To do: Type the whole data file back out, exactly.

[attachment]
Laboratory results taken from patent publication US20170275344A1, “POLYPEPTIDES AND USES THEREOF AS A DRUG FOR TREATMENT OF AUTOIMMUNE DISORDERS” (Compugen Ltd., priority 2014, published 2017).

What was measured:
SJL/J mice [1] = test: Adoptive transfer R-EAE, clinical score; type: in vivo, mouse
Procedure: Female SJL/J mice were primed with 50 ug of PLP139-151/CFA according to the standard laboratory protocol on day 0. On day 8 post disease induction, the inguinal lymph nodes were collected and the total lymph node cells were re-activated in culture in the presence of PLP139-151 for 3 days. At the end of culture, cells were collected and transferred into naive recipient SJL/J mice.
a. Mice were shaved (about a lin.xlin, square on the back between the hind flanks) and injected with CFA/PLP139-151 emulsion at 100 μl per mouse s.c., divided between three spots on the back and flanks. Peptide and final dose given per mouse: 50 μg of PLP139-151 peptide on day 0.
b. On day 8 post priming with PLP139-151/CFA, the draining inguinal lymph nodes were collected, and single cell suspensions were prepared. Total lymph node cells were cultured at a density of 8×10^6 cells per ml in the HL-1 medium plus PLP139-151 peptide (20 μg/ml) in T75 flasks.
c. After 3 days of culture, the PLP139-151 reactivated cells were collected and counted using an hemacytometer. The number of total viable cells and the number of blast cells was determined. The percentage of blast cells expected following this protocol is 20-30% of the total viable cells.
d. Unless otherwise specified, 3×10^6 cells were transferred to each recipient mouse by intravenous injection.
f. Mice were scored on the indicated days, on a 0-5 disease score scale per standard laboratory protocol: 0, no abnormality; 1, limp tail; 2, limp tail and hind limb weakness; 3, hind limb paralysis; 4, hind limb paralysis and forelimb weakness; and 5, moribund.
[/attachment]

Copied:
Laboratory results taken from patent publication US20170275344A1, “POLYPEPTIDES AND USES THEREOF AS A DRUG FOR TREATMENT OF AUTOIMMUNE DISORDERS” (Compugen Ltd., priority 2014, published 2017).

What was measured:
SJL/J mice [1] = test: Adoptive transfer R-EAE, clinical score; type: in vivo, mouse
Procedure: Female SJL/J mice were primed with 50 ug of PLP139-151/CFA according to the standard laboratory protocol on day 0. On day 8 post disease induction, the inguinal lymph nodes were collected and the total lymph node cells were re-activated in culture in the presence of PLP139-151 for 3 days. At the end of culture, cells were collected and transferred into naive recipient SJL/J mice.
a. Mice were shaved (about a lin.xlin, square on the back between the hind flanks) and injected with CFA/PLP139-151 emulsion at 100 μl per mouse s.c., divided between three spots on the back and flanks. Peptide and final dose given per mouse: 50 μg of PLP139-151 peptide on day 0.
b. On day 8 post priming with PLP139-151/CFA, the draining inguinal lymph nodes were collected, and single cell suspensions were prepared. Total lymph node cells were cultured at a density of 8×10^6 cells per ml in the HL-1 medium plus PLP139-151 peptide (20 μg/ml) in T75 flasks.
c. After 3 days of culture, the PLP139-151 reactivated cells were collected and counted using an hemacytometer. The number of total viable cells and the number of blast cells was determined. The percentage of blast cells expected following this protocol is 20-30% of the total viable cells.
d. Unless otherwise specified, 3×10^6 cells were transferred to each recipient mouse by intravenous injection.
f. Mice were scored on the indicated days, on a 0-5 disease score scale per standard laboratory protocol: 0, no abnormality; 1, limp tail; 2, limp tail and hind limb weakness; 3, hind limb paralysis; 4, hind limb paralysis and forelimb weakness; and 5, moribund.